Saturday, February 02, 2019

Monarch Population: Up in the East, Down in the West


Monarchs seemed more common this past summer, but it's been a long wait for a status report on their numbers where they overwinter in the mountains of Mexico. This past week, Monarch Watch finally posted some data, confirming our impressions here in New Jersey. The population is two and a half times larger than a year ago. That's the good news in Mexico, as the time for them to begin migrating northward in March approaches.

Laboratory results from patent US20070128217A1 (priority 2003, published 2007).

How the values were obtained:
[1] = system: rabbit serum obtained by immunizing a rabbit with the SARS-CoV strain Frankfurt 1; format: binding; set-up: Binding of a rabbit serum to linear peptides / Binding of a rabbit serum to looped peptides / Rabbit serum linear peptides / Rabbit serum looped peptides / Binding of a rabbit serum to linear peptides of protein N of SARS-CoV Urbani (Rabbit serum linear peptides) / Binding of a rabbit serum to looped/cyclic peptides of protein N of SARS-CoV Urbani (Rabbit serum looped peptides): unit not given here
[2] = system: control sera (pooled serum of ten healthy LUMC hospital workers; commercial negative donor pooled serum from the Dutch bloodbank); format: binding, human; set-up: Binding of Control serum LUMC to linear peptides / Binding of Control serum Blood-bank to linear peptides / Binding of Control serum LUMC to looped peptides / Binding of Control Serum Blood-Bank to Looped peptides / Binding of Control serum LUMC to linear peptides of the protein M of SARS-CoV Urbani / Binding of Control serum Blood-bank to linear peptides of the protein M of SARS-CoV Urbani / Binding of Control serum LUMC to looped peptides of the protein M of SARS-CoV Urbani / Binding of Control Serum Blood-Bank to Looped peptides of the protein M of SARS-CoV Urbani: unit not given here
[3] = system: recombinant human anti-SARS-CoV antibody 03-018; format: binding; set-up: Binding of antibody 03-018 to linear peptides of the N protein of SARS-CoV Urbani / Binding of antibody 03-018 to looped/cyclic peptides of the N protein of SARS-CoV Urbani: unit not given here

West of the Rockies, however, the population with its traditional roosts in Pacific Grove and elsewhere is in jeopardy.



This monarch's perching on a swamp milkweed plant. You can tell the plant species by its leaves, which are softer and more narrow than the common and purple milkweeds. Though the monarch larvae require monarch foliage for food, the adults feed on a wide range of flowers, including the buttonbush in the first photo.


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